NYT’s Serial Productions Launches New Investigative Podcast About a Supposed Islamic Plot to Take Over British Schools

·2 min read

Serial Productions, the company behind the true-crime show that helped trigger the podcast boom, is coming out with a new limited-series looking into a hysteria in Britain triggered by an alleged Islamic plan to infiltrate the country’s schools — which may have all been a hoax.

“The Trojan Horse Affair” is hosted by Brian Reed, known for his hit series “S-Town.” Reed teamed with Hamza Syed, a doctor-turned-reporter, to investigate what was dubbed Operation Trojan Horse. The story starts in 2014 with a mysterious letter detailing a supposed Islamic plot to take over schools in Hamza’s hometown of Birmingham.

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The letter appeared to be a secret communique between Islamic extremists who had been infiltrating the city schools, and it led to a crackdown on Muslim educators and harsh new British counterterrorism measures. But Syed realized that no official or investigator had bothered to look into who wrote the Trojan Horse letter — or why. Together, he and Reed reveal who wrote the letter and ultimately raise the question: Had an entire country been duped?

All episodes of the eight-part series will be available on Thursday, Feb. 3, on Apple Podcasts, Spotify and other podcast platforms. (Listen to the trailer at this link or below.)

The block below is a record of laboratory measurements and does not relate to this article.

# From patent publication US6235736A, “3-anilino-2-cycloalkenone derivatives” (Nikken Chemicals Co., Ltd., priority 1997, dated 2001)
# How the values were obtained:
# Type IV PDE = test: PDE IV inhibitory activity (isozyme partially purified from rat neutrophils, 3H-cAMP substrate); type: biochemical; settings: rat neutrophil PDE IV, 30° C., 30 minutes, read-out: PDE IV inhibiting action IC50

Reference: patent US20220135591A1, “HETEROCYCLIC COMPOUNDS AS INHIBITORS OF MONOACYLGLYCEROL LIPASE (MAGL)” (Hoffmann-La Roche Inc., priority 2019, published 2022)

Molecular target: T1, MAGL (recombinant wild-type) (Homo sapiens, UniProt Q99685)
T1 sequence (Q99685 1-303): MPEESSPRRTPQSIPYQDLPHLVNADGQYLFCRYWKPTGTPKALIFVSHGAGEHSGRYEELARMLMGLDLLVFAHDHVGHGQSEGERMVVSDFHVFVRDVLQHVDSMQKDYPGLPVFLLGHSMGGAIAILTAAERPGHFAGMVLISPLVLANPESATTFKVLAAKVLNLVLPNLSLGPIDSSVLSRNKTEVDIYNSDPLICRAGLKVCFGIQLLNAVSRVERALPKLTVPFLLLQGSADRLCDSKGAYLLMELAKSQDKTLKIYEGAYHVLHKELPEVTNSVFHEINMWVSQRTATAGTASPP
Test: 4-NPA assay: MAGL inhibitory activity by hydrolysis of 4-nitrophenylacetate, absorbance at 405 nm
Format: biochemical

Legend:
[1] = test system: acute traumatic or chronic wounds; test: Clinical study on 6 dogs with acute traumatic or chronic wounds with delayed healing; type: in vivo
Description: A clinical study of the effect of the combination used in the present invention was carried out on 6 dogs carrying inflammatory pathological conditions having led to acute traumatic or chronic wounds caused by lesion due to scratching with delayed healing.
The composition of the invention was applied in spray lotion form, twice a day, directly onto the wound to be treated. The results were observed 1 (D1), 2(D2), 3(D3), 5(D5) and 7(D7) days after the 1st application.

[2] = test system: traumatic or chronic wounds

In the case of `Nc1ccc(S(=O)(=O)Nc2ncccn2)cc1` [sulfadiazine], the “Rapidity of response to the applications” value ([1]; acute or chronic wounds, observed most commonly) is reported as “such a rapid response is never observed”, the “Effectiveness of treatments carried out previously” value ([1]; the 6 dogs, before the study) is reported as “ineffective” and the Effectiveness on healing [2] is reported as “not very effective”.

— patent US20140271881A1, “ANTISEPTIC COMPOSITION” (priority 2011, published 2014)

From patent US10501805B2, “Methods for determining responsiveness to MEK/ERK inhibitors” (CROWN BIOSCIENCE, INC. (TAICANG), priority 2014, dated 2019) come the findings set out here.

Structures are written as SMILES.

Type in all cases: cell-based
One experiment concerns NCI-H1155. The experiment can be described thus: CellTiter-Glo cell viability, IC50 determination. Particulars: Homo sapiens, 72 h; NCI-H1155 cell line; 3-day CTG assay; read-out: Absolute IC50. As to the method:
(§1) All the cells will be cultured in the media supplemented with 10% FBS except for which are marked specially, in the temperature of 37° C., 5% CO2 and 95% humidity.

“’The Trojan Horse Affair’ is investigative reporting on a roller coaster,” said Julie Snyder, Serial Productions’ co-founder and executive editor. “The story itself is rooted in the most traditional practices of ‘who knew what when,’ but each chapter in the tale is also like its own bizarre mystery novel. Each time you think you’ve arrived at an obvious answer, another mystery unfolds.”

“The Trojan Horse Affair” was edited by “Serial” host and co-creator Sarah Koenig, and produced by Brian Reed, Hamza Syed and Rebecca Laks, along with staff at Serial Productions and the New York Times. The original score was written and performed by Thomas Mellor.

The New York Times acquired Serial Productions in 2020, operating it as a studio within its audio content division.

“Serial,” the true-crime podcast that debuted in 2014, was a spinoff from “This American Life.” The series, exploring questions about the 2000 conviction of Adnan Syed for the murder of his girlfriend, Hae Min Lee, was a key catalyst in fueling broad interest in the podcast format. (Syed, who has appealed the conviction, remains in prison serving a life sentence.)

Since the Times acquired Serial Productions, together they have launched “Nice White Parents,” about the powerful forces shaping public schools, and “The Improvement Association,” a true story about election fraud.

Listen to the trailer for “The Trojan Horse Affair”:

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